Now we’re gonna go talk to our official expert, Mistress Belleruth, okay? She says, basically, that Option 2 is out. “She definitely shouldn’t ignore it, ’cause their sex life will only get worse… and worse… and he could end up depressed or outta there or cheating. Besides, now they both have secrets, and they’ll just loom larger and larger. But before you bring it up, you should try to get clear in your own mind how you’d feel about pleasing him on his own terms — if in fact, he would like you to tie him up, say, or administer the occasional spanking… how would you feel about that?? If you don’t mind, great. But if you’re really freaked, you’ll need to be clear on that to him. And then it’s a dilemma that you can at least share and puzzle over together, out in the open.”

And we can infer from your tone that you’ll bring this up sensitively and non-blamingly, right? ‘Cause otherwise, well, that’s not the kind of punishment he’s into.

Breakup Girl

October 5

My sweet boyfriend is a sex addict

Filed under: Advice — posted by Breakup Girl @ 8:56 am

Things take a nasty turn on August 17, 1998

Dear Breakup Girl,

I’ve recently discovered your website — though it’s too bad I’ve had to consult it in the first place, if you know what I mean…. I could write an epic saga here, because that’s me, but I must keep it short due to the fact I’m at work. The situation: I’ve been in a relationship with KT for a little over a year now, and I love him immensely. He’s bright, adorable, talented, incredibly fun, hysterically funny, “gets” me, and we truly have a wonderful time together. (BTW, I’m 26, he’s 24). In fact, our relationship — aside from the “normal” issues every relationship tends to face & tackle as it progresses — felt like a truly blissful union of minds & hearts, UNTIL. Until I found out that he’s what some call a “sex addict.” HELLO? Believe me, I didn’t see it coming either. We had certainly gone over our sexual histories together many times (who we’d been with, exes, flings, etc.) AND were both tested for HIV when we decided to commit to each other, but KT rather CONVENIENTLY (for himself) left out the details of his fondness for pornographic magazines, movies, phone sex, chat rooms, etc (to be fair, I DID know about this stuff, but not the EXTENT to which he partook), not to MENTION the fact that, in the years before he met me, he went through a phase where he called escorts and visited booths in Times Square, etc. How did I find all this out? One or two little suspicions ended up becoming a full on Spanish Inquisition one night — and I honestly don’t know…sometimes I wish I’d never even probed. You know the deal about how “don’t ask the question if you don’t want to hear the answer” (more…)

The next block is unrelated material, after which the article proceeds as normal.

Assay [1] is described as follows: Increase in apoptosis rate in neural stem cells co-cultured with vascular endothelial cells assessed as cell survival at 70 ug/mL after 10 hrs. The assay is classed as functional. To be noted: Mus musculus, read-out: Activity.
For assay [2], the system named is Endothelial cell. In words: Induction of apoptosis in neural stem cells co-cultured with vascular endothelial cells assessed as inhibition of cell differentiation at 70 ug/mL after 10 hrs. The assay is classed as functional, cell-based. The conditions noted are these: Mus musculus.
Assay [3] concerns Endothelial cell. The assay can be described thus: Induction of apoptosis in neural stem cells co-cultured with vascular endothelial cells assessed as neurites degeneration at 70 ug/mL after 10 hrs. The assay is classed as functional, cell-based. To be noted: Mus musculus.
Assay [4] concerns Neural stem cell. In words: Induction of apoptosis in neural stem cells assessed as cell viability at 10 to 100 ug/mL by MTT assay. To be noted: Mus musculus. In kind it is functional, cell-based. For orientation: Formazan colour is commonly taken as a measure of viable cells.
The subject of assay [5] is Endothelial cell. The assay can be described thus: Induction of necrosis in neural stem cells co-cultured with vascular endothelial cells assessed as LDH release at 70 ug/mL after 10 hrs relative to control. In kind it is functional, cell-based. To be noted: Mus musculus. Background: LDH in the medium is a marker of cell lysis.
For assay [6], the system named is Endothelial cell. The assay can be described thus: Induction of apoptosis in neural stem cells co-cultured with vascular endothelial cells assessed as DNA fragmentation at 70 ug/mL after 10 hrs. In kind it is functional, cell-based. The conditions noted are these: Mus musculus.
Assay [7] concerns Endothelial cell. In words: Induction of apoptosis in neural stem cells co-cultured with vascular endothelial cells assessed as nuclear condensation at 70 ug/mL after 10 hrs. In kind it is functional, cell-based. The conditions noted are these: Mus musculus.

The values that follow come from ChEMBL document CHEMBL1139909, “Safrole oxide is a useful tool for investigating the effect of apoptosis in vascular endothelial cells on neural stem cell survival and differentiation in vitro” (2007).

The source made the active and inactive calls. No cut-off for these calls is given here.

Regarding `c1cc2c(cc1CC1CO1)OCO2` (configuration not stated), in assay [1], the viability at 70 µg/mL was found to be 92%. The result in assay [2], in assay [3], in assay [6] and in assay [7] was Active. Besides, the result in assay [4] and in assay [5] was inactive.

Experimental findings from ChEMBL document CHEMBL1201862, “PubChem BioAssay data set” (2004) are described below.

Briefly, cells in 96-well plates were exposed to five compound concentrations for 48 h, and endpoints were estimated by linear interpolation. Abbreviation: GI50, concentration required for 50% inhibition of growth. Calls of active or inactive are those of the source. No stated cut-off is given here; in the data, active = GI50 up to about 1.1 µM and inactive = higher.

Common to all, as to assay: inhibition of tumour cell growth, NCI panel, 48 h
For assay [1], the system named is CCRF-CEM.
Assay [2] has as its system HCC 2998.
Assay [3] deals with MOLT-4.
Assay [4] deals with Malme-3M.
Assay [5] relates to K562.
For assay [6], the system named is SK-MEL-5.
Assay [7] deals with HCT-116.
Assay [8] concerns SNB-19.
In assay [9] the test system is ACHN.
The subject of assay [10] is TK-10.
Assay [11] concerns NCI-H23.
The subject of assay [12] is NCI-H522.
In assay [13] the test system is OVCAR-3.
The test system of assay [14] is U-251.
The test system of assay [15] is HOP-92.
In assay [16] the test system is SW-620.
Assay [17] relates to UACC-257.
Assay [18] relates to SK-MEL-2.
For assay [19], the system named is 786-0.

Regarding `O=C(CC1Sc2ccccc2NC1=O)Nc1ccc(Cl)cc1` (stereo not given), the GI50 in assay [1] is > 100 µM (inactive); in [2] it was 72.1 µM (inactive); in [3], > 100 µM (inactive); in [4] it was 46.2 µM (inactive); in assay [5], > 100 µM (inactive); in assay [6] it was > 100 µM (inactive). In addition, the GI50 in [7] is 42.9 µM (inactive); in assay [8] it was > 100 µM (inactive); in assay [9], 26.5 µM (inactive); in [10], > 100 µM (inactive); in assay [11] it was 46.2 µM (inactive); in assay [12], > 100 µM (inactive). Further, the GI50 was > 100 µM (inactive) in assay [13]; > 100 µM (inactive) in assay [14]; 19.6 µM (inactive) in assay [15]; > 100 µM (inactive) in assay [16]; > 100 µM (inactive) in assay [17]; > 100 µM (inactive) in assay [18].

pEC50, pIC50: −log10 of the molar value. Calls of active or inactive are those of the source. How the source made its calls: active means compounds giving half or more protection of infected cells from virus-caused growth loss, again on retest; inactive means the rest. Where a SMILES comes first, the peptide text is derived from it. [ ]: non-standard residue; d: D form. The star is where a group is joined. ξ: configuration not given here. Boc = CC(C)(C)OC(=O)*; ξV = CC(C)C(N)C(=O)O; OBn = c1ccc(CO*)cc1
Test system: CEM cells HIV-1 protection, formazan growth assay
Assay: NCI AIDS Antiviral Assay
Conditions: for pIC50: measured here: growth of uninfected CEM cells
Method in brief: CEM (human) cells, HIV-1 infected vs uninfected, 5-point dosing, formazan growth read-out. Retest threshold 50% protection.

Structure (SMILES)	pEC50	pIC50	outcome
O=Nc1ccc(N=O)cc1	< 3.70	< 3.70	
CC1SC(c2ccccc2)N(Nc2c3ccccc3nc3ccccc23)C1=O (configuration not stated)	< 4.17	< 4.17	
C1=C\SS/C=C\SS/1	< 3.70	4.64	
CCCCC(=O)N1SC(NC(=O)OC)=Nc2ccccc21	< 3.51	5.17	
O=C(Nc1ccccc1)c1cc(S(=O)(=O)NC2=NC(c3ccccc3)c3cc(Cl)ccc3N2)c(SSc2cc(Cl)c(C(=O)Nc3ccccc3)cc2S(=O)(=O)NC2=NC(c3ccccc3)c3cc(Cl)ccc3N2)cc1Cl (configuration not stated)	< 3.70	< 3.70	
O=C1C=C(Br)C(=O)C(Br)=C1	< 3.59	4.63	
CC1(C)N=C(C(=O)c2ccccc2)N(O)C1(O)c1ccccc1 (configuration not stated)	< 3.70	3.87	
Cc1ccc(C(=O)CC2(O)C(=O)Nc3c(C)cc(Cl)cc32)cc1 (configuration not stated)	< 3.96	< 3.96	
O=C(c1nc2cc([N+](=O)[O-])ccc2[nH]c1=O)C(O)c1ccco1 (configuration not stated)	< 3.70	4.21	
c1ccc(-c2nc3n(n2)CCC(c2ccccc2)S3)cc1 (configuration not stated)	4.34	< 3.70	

April 4

Dating with OCD

Filed under: Advice — posted by Breakup Girl @ 8:19 am

A non-romantic obsession from June 15, 1998

Dear Breakup Girl,

I am lucky enough to have a wonderful, sweet, and generous man in my life. We have been together for two years and, being in our early 30s, a potential for marriage is on both our minds. The problem is that he has obsessive-compulsive disorder, a condition that dictates most of his actions. When we first met, he was doing all right. He told me about it and I was fine with it, mostly because I hadn’t seen the effects of his condition on his life. In the past six months, he has been spiraling down into the depths of this disorder, and for a time, would not come near me. I can’t begin to tell you how painful it was to be so thoroughly rejected by such a loving person. It got so bad that we did not see each other for a month. When I told him that I wanted to break up, he finally started in a therapy program (including medication). Maybe this is selfish of me, but I am not sure if I can handle this condition in my life. I promised that I would not leave him until he was stable again and we could talk about it. The reality is that his “minor” mental illness is a very difficult thing to deal with and I am not sure that I would want to commit myself to it for the rest of my life. It might help him deal with the condition, but I don’t think that his anxiety will ever go away. I feel so guilty about wanting to leave him and there is a part of me that believes that I’ll never meet anyone as wonderful as he can be again. Is this stupid? Am I wrong?

— Miki

BG’s response after the jump

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Breakup Girl
is the superhero whose domain is LOVE or the lack thereof! Her blog combines new comics, observations and dating news with classic advice letters--now blogified for reader feedback!